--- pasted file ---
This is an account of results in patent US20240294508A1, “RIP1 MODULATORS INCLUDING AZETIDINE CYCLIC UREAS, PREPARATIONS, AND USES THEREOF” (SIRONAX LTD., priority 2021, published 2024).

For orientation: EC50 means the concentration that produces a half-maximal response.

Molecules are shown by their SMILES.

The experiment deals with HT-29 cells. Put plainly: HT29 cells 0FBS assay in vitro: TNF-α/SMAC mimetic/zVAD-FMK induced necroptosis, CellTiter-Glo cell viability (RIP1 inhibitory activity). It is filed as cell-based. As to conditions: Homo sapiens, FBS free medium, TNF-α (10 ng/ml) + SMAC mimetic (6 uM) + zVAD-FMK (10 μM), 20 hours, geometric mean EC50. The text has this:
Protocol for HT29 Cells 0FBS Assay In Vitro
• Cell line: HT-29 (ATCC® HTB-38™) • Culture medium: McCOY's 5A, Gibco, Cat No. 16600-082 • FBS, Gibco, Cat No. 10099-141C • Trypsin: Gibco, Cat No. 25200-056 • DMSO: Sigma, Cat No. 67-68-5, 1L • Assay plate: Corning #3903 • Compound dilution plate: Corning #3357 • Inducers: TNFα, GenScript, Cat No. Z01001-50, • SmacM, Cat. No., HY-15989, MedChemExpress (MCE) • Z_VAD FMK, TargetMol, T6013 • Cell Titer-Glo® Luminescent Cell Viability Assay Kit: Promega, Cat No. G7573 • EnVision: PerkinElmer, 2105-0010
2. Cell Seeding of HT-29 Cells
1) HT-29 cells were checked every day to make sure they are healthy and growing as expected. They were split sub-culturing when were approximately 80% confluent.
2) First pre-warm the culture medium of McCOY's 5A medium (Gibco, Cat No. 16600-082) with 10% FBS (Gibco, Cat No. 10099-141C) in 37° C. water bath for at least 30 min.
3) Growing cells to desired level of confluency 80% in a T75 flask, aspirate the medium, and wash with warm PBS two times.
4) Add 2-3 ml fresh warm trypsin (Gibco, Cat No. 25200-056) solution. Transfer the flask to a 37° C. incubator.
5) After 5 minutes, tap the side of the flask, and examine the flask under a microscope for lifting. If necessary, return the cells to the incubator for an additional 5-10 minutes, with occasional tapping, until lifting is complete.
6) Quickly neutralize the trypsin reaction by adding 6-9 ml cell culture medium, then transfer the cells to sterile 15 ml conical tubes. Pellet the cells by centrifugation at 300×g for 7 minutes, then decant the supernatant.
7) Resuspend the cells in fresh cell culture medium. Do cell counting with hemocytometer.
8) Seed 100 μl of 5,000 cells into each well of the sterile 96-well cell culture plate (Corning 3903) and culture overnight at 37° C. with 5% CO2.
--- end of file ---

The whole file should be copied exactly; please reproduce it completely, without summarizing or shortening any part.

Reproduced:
This is an account of results in patent US20240294508A1, “RIP1 MODULATORS INCLUDING AZETIDINE CYCLIC UREAS, PREPARATIONS, AND USES THEREOF” (SIRONAX LTD., priority 2021, published 2024).

For orientation: EC50 means the concentration that produces a half-maximal response.

Molecules are shown by their SMILES.

The experiment deals with HT-29 cells. Put plainly: HT29 cells 0FBS assay in vitro: TNF-α/SMAC mimetic/zVAD-FMK induced necroptosis, CellTiter-Glo cell viability (RIP1 inhibitory activity). It is filed as cell-based. As to conditions: Homo sapiens, FBS free medium, TNF-α (10 ng/ml) + SMAC mimetic (6 uM) + zVAD-FMK (10 μM), 20 hours, geometric mean EC50. The text has this:
Protocol for HT29 Cells 0FBS Assay In Vitro
• Cell line: HT-29 (ATCC® HTB-38™) • Culture medium: McCOY's 5A, Gibco, Cat No. 16600-082 • FBS, Gibco, Cat No. 10099-141C • Trypsin: Gibco, Cat No. 25200-056 • DMSO: Sigma, Cat No. 67-68-5, 1L • Assay plate: Corning #3903 • Compound dilution plate: Corning #3357 • Inducers: TNFα, GenScript, Cat No. Z01001-50, • SmacM, Cat. No., HY-15989, MedChemExpress (MCE) • Z_VAD FMK, TargetMol, T6013 • Cell Titer-Glo® Luminescent Cell Viability Assay Kit: Promega, Cat No. G7573 • EnVision: PerkinElmer, 2105-0010
2. Cell Seeding of HT-29 Cells
1) HT-29 cells were checked every day to make sure they are healthy and growing as expected. They were split sub-culturing when were approximately 80% confluent.
2) First pre-warm the culture medium of McCOY's 5A medium (Gibco, Cat No. 16600-082) with 10% FBS (Gibco, Cat No. 10099-141C) in 37° C. water bath for at least 30 min.
3) Growing cells to desired level of confluency 80% in a T75 flask, aspirate the medium, and wash with warm PBS two times.
4) Add 2-3 ml fresh warm trypsin (Gibco, Cat No. 25200-056) solution. Transfer the flask to a 37° C. incubator.
5) After 5 minutes, tap the side of the flask, and examine the flask under a microscope for lifting. If necessary, return the cells to the incubator for an additional 5-10 minutes, with occasional tapping, until lifting is complete.
6) Quickly neutralize the trypsin reaction by adding 6-9 ml cell culture medium, then transfer the cells to sterile 15 ml conical tubes. Pellet the cells by centrifugation at 300×g for 7 minutes, then decant the supernatant.
7) Resuspend the cells in fresh cell culture medium. Do cell counting with hemocytometer.
8) Seed 100 μl of 5,000 cells into each well of the sterile 96-well cell culture plate (Corning 3903) and culture overnight at 37° C. with 5% CO2.